Jacqui Smith: What’s the point of a Ministerial speech?
VIEW FROM AN EX-MINISTER: No ministerial speech can be successful if it doesn’t reflect the ideas and the values of the politician giving it.
One of the many joys of being a former Minister is that I no longer have to make large numbers of speeches to conferences where the audience ranges from sceptical to downright hostile. I reflected this as I sat at a recent NHS conference waiting to hear from Jeremy Hunt. Most of those around me were at the sceptical rather than hostile end of the spectrum, but there were pretty low expectations and various negative mutterings. I felt for Jeremy.
In fact he made the right call. He clearly didn’t have any major announcements or policy changes to make, so he limited himself to taking off his jacket, making a few high level points about his objectives and the current challenges facing the NHS, reiterating his respect for the audience and inviting questions. An important lesson for ministers here – if you don’t have anything to say, don’t spend 30 minutes doing it.
I had a rule as a Minister to always take questions. I’m amazed that some still don’t. What does it say to an audience who are often more expert on the details of your portfolio than you are to turn up, transmit and then go away again without any apparent interaction?
If you are inviting a Minister, you should give some thought to what you think you will get out of a supposed ‘keynote’ speech. There may be a big announcement to be made in which case there will be media coverage. However it will be coverage of the Minister, not your issue or cause. You – or your members may have a grievance (real or supposed) with the government. Trust me, it won’t further your case to use a minister’s speech appearance to express your anger by sullen silence, aggressive questioning or a vaguely offensive introduction to the Minister. Ask the National Union of Teachers or the Police Federation how well that works. The NUT managed to get a Labour government to effectively cut off public relations with it – and its members. The Police Fed has so alienated Home Secretary after Home Secretary that Theresa May, having faced this for longer than most, is now embarked on a process of threatening their very status and existence.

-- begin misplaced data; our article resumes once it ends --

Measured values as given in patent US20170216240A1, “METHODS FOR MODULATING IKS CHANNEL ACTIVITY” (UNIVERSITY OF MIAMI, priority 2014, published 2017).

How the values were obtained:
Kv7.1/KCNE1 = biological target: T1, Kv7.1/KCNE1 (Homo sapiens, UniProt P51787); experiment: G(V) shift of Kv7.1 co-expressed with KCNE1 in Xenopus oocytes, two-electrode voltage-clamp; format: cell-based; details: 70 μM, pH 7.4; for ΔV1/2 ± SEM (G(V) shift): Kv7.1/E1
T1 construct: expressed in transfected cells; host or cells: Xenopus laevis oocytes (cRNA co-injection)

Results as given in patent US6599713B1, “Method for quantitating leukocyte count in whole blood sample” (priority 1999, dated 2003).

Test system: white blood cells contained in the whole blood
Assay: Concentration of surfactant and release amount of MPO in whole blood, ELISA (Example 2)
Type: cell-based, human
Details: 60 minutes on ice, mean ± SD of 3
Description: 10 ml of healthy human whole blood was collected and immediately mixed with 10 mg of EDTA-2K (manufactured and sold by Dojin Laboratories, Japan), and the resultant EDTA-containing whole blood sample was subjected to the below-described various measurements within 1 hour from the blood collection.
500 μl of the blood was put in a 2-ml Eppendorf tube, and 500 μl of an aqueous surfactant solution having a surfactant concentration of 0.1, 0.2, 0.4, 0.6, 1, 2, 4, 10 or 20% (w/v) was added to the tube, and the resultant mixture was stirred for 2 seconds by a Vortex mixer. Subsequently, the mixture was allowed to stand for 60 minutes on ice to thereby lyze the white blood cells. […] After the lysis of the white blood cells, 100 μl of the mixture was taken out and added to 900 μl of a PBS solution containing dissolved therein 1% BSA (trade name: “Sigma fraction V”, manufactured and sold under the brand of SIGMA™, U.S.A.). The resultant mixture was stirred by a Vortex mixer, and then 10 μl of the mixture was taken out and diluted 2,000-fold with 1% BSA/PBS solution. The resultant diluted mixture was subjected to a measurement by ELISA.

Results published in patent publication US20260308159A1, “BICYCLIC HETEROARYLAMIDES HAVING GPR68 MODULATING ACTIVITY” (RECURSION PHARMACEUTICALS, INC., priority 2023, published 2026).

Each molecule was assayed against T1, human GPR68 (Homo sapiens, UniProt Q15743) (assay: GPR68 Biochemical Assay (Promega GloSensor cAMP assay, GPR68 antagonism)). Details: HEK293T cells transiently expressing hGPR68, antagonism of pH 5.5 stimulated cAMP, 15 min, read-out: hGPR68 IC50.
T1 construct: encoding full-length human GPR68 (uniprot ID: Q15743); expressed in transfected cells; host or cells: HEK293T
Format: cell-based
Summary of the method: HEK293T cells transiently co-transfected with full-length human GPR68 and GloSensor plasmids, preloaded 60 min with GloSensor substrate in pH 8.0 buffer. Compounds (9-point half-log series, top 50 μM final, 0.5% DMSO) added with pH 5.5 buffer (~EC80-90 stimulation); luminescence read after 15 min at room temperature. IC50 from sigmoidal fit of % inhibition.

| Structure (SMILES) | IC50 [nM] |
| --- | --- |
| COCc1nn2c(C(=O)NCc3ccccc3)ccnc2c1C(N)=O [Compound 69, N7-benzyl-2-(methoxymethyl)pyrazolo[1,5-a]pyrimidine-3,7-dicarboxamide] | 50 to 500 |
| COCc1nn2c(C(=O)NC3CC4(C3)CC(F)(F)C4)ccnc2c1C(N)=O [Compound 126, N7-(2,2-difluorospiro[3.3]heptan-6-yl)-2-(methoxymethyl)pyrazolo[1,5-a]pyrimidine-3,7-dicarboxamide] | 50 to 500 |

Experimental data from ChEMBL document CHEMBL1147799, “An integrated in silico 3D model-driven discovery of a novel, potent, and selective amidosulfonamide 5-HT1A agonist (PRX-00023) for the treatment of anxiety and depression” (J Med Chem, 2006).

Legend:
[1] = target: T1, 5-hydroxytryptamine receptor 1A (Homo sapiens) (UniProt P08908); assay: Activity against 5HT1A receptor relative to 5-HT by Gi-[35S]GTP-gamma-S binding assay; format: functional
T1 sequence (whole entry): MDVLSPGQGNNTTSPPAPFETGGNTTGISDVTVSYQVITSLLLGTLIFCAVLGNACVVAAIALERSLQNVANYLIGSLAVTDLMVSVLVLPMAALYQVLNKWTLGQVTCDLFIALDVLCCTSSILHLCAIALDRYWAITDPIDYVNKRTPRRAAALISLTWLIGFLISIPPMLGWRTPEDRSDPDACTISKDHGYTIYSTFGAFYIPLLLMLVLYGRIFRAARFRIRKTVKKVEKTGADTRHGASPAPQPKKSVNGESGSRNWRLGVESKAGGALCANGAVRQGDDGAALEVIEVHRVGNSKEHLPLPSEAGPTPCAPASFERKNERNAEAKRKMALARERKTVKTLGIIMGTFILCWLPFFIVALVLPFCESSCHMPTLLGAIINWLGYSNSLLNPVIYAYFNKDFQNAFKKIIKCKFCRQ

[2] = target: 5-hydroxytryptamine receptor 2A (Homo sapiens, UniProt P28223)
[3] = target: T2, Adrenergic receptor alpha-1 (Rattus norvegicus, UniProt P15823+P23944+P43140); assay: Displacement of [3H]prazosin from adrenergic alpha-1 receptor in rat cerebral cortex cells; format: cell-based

There is kudos in having a Minister at your event, but try to ensure some positive interaction. How about a short speech and then an in conversation with a skilled host who isn’t just going to just ask grandstanding questions. Or move away from the speech option altogether and get the Minister to do a dinner where there can be some real interaction. Less publicity, but probably a better opportunity to share ideas and influence.
Sometimes a speech is the right option. What does a Minister – or any politician - want from a speech? Sometimes the aim is to outline a major strategic focus or shift of policy. In his speech in Chicago in 1999, Tony Blair’s outlining of the principle of liberal interventionism set the intellectual rationale for his foreign and defence policy. Margaret Thatcher’s Bruges speech in 1988 argued for the UK’s place in the EU, but on the basis of individual sovereignty. Although not a Minister, Gordon Brown’s speech in the Scottish referendum created a step change in passion in a campaign which had understandably been focussed on risk and negativity. (Can anyone achieve that in the next four days for the EU referendum campaign?)